You may also want to test your original assumption -- "... My office is in a loft and the temp is typically 4-5 degrees warmer than the house due to the heat generated from my PC. "      Turn the PC off for a day or so and confirm that the room is indeed 4-5 degrees cooler with it off.    You may be surprised.

Author

Commented:
Again, thanks to all for the input.  I have compared room temps with the unit on and off and it is definitely the cause.  Incidentally, although I am not an engineer or a physicist, I do have a degree in physics from the University of Illinois (1988).  The issue of thermodynamics is much more complex than is stated here, considering such factors as the efficiency of heat transfer with radiation, convection, or conduction as well as the efficiency of components with given temps etc...   I asked the question so it would be rude of me to argue.  I was hoping to get some input on the pros and cons of liquid cooling, an idea that for whatever reason has not taken off despite being around for a few years.
Certianly, I agree with suggestions that a portable air conditioner vented outside would help and I have a feeling that is going to have to be my solution.  I have one last trick up my sleeve to try first...
Retired
Most Valuable Expert 2013
Top Expert 2009
Commented:
The pros/cons of liquid cooling are fairly straightforward:  Liquid cooling is clearly a more efficient way to transfer the heat, and since it's then eliminated through a relatively large radiator rather than a small heatsink it can be done without a large volume of forced air -- so it's MUCH quieter.     The only real disadvantages are the "plumbing" you have to do (with the potential of leaks, etc.) and the cost.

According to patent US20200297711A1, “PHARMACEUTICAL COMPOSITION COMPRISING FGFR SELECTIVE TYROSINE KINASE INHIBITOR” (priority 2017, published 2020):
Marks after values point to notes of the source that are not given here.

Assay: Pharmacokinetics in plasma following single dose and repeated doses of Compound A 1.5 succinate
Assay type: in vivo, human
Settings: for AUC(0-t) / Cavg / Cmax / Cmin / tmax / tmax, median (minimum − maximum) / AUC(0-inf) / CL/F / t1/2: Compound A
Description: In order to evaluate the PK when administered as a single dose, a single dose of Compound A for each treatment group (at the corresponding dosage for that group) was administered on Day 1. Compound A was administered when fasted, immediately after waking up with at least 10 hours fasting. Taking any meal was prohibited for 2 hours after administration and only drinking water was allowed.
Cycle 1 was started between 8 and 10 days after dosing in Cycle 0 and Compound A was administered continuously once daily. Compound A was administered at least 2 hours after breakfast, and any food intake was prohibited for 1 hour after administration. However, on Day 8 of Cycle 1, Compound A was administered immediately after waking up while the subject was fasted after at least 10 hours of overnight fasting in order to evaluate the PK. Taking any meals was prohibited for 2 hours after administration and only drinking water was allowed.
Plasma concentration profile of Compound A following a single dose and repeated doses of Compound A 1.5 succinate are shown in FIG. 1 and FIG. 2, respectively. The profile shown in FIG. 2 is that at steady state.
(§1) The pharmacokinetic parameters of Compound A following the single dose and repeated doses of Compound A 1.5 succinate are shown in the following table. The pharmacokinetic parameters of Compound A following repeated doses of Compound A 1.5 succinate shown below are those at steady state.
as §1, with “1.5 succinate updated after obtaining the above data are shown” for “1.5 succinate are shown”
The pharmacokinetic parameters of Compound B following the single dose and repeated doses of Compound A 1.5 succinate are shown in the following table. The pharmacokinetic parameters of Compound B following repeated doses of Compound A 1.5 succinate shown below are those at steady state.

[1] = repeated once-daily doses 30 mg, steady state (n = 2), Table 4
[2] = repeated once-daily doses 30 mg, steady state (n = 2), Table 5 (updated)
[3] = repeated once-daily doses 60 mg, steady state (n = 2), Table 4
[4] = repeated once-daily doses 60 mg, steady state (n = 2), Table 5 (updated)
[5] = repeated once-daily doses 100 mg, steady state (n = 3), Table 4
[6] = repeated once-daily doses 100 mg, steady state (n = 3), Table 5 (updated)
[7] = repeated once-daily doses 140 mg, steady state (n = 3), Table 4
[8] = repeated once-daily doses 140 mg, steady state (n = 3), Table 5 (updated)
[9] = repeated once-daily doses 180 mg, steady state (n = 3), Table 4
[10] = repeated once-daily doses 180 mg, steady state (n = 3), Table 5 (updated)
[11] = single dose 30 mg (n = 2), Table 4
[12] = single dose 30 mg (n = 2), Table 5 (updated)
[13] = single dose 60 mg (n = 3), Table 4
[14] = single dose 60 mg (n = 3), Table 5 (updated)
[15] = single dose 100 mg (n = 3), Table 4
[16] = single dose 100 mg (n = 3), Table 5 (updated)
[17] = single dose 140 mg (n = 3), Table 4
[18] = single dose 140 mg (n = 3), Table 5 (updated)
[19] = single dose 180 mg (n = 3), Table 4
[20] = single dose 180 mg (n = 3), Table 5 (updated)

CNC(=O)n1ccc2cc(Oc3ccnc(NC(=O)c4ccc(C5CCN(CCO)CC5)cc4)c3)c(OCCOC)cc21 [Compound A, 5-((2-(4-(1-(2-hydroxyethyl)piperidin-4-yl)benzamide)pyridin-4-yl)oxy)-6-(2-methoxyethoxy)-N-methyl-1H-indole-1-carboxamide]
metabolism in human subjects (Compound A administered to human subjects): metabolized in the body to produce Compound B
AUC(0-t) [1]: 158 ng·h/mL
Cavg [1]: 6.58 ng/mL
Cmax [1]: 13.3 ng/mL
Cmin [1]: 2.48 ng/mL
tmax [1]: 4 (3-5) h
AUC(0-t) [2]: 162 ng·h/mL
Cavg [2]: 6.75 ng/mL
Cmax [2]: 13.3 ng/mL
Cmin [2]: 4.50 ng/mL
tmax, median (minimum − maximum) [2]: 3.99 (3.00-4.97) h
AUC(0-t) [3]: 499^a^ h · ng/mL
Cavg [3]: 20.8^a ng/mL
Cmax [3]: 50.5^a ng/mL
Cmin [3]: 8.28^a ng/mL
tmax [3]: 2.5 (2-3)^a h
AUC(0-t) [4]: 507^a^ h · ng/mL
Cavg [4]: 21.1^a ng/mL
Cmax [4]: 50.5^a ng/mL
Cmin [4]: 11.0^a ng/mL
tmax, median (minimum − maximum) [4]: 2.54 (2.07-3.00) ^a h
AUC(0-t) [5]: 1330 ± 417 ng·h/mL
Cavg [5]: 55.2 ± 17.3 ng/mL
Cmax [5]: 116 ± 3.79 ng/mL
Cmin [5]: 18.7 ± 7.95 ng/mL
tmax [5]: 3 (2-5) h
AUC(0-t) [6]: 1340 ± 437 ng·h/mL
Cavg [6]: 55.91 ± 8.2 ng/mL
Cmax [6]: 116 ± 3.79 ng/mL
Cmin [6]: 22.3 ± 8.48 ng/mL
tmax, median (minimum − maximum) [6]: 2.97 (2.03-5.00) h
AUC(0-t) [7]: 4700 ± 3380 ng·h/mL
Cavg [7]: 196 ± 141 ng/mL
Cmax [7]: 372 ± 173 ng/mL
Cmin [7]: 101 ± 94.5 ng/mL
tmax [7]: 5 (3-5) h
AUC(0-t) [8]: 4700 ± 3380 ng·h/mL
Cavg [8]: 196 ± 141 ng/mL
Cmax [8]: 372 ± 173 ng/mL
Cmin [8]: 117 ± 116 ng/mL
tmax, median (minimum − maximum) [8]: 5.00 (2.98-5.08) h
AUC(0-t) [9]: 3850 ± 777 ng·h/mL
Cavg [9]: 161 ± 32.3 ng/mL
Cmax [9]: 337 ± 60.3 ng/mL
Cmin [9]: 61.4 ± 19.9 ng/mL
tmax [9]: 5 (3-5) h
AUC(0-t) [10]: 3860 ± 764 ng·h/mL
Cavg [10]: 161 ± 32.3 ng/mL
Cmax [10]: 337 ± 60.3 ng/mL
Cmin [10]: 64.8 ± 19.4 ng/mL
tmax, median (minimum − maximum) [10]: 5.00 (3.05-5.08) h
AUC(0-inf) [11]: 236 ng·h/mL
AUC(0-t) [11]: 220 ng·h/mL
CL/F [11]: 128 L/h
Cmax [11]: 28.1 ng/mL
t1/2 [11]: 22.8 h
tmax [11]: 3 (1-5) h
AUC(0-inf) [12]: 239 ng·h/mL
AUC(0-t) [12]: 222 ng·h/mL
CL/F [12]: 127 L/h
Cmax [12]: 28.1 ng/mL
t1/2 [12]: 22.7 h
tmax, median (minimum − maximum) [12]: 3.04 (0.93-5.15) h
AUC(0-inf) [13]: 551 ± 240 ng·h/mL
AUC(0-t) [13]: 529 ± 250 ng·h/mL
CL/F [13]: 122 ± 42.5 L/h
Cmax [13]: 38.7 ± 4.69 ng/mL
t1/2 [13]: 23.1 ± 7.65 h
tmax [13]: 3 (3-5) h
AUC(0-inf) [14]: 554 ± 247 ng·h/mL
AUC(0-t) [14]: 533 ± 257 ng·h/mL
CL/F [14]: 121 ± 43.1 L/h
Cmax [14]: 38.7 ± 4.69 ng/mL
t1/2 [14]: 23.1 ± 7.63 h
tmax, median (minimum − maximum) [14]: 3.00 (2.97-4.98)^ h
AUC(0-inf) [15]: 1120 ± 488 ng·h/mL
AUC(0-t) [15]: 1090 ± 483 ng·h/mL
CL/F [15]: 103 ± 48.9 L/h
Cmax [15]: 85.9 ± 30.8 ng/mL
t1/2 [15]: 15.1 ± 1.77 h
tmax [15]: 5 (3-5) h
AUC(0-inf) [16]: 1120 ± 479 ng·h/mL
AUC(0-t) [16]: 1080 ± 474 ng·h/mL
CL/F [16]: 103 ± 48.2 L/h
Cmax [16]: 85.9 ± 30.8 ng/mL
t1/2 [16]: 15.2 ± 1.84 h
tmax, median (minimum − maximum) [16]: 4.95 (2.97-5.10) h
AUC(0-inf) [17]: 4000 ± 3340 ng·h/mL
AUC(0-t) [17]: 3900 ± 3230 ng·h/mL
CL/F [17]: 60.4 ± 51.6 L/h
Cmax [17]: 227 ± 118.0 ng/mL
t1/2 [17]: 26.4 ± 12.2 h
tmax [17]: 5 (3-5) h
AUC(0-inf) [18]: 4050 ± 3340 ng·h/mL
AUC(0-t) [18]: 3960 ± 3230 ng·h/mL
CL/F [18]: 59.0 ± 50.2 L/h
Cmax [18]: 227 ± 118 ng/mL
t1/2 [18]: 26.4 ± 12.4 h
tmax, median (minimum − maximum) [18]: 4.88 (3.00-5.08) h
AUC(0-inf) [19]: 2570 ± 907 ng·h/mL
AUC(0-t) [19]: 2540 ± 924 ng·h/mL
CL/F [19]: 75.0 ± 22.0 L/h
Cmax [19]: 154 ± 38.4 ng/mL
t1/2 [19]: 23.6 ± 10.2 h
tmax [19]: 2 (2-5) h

But as you know, the amount of heat to dissipate is the same -- although the way it was transferred to the room would be different, as the radiator would initially contain a good bit of the heat energy until it reached its stable temperature point.
DavidPresident
Top Expert 2010
Commented:
Since you brought up ambient temperature and bathroom exhaust fans then it just got me thinking that you were looking at liquid cooling as a solution for the room being too warm .. hence my post about the problem being room temperature and the solution of just getting a portable cooler, since that seemed to me to be the real problem.

Speaking specifically on liquid coolers, your component temperatures are reasonable so only reason you need one is to pump heat from inside of the case to the outside of the case so you can programmatically reduce fan speed and reduce noise.  If you can't programatically control your fans, then this is also a moot point.  

Anyway that was reasoning behind my response, and I have no doubt that this threw off the discussion.  I have to respect anybody that gets a degree in physics.  I got a dual degree in EE & Computer Science and squeaked through my only physics class with a D :)

Gary CaseRetired
Most Valuable Expert 2013
Top Expert 2009

Commented:
A physics degree from Illinois is even better, as it's one of the better schools for physics.    My favorite physics prof had his PhD from Illinois, and I really enjoyed his classes in thermodynamics and quantum mechanics when I did my degrees  [I have undergraduate degrees in math & physics and graduate degrees in math and computer science].    Mine were a few years before 1988, however :-)